Liverpool is unmistakably a former dock city - from the wide wharfs that were once lined with cargo ships to the grand buildings built for the rich merchants who used to inhabit them. Today that life is gone but some of the easy-going spirit of ‘have fun while can – and definitely when you’re at shore’ remains. As does a handsome urban environment, albeit with some slightly ‘well used’ parts!
There are many clichés about Liverpool and its football loving inhabitants renowned for their wit and laid view of life – and allegedly work! All are true, up to a point. For, all of these miss the rich cultural vein that runs through the city. And not just as the birthplace of ‘The Beatles’.
Liverpool has many museums, some of the best art galleries in the United Kingdom, excellent transport links and has undergone a huge urban regeneration programme over the last 30 years. Its impressive waterfront is now an ‘UNESCO World Heritage Site’ deemed a 'supreme example of a commercial port at the time of Britain's greatest global significance.'
It has great universities, a buzzing nightlight and affordable housing. In short, it’s a great place to study abroad.
Some schools worth checking out
The University of Liverpool has a modern campus situated in the city centre. Its origins date back to the late C19th. It offers course across the arts, sciences, and humanities and is particularly well regarded in the fields of electrical engineering and electronics, history and veterinary science. The university has established strong links with other colleges in Chile, Mexico and Spain, as well a co-partnership with ‘Xi’an Jiaotong-Liverpool University’ (XJTLU) in Suzhou, China. This enables students studying some subjects to complete part of their degree abroad, if they want to.
Liverpool Hope University has two main campus sites on opposite sides of the city centre. A free shuttle bus runs between the two. It has a strong tradition of scholarship and research in science, the arts, humanities, social science and education. Research-led seminars in the final year provide opportunities for students to choose specialisms that particularly interest them.
Liverpool John Moores University has its main campus at Hope Park, with another site at Everton. Originating from a small mechanics institution founded in 1825, the institution grew by converging and amalgamating with different colleges and eventually became one of the UK’s ‘new generation’ universities in 1992. It offers courses across the sciences, humanities and arts and includes ‘work-related learning’ in each of its degree programme, so students have an opportunity to go on placements to professional settings.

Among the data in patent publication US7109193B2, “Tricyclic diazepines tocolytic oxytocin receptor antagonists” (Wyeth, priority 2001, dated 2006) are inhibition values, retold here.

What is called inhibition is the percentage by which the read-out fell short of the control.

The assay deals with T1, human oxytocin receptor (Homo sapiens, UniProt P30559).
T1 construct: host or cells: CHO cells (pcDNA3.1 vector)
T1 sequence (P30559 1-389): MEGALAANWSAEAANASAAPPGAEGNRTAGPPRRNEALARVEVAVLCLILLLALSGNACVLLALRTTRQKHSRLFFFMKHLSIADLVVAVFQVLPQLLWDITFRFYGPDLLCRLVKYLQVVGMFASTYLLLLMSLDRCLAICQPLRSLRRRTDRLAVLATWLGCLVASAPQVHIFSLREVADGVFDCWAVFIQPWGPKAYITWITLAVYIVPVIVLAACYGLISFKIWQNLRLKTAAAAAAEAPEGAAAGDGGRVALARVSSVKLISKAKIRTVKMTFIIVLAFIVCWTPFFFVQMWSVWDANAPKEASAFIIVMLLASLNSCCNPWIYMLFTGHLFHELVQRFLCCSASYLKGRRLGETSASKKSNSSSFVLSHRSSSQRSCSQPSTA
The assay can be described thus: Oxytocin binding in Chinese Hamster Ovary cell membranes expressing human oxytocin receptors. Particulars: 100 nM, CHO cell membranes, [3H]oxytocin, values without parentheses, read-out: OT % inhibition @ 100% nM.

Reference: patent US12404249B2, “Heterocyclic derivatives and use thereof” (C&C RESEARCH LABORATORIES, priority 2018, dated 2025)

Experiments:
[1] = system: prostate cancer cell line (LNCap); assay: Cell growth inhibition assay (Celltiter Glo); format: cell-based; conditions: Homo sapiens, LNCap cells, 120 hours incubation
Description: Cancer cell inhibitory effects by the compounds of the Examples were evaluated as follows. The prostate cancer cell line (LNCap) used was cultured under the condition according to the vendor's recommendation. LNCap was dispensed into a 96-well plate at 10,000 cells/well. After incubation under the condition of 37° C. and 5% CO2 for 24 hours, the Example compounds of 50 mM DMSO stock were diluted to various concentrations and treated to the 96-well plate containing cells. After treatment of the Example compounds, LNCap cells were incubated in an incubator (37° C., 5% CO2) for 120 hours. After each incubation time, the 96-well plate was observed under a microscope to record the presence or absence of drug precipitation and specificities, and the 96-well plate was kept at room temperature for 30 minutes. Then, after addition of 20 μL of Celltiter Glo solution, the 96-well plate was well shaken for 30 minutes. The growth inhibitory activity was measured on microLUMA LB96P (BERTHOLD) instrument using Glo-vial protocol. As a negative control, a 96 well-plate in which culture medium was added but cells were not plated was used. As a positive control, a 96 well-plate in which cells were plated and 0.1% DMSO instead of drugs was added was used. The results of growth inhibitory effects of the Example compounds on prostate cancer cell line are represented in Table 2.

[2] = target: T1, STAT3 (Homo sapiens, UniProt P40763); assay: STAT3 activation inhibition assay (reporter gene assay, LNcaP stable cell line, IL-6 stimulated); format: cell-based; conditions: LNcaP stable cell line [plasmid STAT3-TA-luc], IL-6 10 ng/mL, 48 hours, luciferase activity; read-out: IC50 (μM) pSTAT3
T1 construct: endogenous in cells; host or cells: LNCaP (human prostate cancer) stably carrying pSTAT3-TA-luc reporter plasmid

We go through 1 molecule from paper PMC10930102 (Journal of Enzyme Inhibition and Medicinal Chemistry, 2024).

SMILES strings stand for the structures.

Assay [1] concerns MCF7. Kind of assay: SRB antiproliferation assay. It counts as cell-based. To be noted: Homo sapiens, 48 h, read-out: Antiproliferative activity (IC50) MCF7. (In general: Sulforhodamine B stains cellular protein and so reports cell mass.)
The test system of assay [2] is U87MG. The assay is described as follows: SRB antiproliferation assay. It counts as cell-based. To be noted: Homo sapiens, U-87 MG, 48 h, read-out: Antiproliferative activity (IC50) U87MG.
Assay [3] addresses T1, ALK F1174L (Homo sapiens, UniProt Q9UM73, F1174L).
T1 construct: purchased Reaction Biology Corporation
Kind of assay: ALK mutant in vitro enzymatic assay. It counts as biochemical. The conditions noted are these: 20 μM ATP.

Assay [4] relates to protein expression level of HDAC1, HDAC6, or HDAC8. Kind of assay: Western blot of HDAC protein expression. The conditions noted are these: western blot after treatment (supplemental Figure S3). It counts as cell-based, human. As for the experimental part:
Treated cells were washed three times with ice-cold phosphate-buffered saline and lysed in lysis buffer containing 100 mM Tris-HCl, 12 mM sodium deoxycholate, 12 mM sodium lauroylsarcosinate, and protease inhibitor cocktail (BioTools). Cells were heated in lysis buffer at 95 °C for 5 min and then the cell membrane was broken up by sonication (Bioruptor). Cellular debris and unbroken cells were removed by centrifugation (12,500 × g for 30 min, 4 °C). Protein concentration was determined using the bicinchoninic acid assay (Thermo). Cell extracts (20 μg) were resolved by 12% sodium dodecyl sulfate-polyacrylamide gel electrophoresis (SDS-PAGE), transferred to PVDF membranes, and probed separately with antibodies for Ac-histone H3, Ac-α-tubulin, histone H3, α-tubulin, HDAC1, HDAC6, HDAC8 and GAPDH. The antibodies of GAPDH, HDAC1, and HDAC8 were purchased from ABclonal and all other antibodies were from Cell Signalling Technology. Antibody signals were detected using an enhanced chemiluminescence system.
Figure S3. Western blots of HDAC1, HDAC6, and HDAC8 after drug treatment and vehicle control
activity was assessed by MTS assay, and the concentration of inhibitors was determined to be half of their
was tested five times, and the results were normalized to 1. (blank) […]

THE places for student housing in Liverpool
Over a tenth of the population of Liverpool is made up of students. All of the universities provide on, or near, campus housing and usually guarantee you a place for your first year. Costs vary depending on whether the accommodation is catered or not. The ‘Accommodation for Students’ website also has information about private student halls in the city - they have rooms in shared, un-catered accommodation available from £95 a week.
The City Centre (properties with the postcodes L1, L2 and L3) is the most vibrant place to live and will cut travel costs, especially if you’re studying at the ‘University of Liverpool’ or ‘Liverpool John Moores’. Kensington and Tuebrook (L6, L7) are about 2.4 km outside the centre. This area is popular with students wishing to live within close proximity to the city at lower rents.
Toxteth (L8) is an easy walk to the city centre and has some very beautiful Georgian terraces. It’s a good place to look if you’re after space with lots of rooms to share. Wavertree and Picton (L15) are 2.4km and 4 km outside the centre, respectively. They are amongst the most popular student districts a little further out and have good pubs as well as lots of shops. They also have good links to the ‘out of town’ campuses and to the ‘Hope University’ site at Childwall. Rent levels are often significantly lower than in the centre.
The best time to start looking for a place to live is from February onwards. Liverpool Student Homes is the official university service for finding private accommodation, all of the properties listed on its website will have met the required safety standards for housing in the UK.
Or, you may decide to try to find accommodation by scouring private ads. Manchester Evening News and the Gumtree website are good resources for this.
The cost of education in Liverpool
Annual tuition fees for International Students range from around £11,000-£29,950 per annum, depending on the university and course. You should also budget between £750-£900 a month for your other living costs.
There are useful ‘cost of living’ calculators on some of the university websites to help you assess what your annual expenses, in addition to tuition fees, may be.
All the Liverpool-based universities above have grants and bursaries on offer for International Students, so check the website of the one you are thinking of applying to.
You’re here now, so what’s next?
All the universities have International Student Support Teams that provide a dedicated advisory service for international students on non-academic and welfare matters such as immigration, employment, finance and other concerns.
The universities also have hundreds of clubs and societies run for students by students. They cover sports, subject related fields and some that are just for fun! You might also want to get involved in the university newspaper or radio station, both are great ways to make friends and meet people. The Student Room website is also a good way to seek out information and ask questions online.
The Students’ Union (called ‘The Guild of Students’ at the ‘University of Liverpool’), a nationwide organization representing students and lobbying for their interests, also has an International Students’ Association subsection. It’s free to join.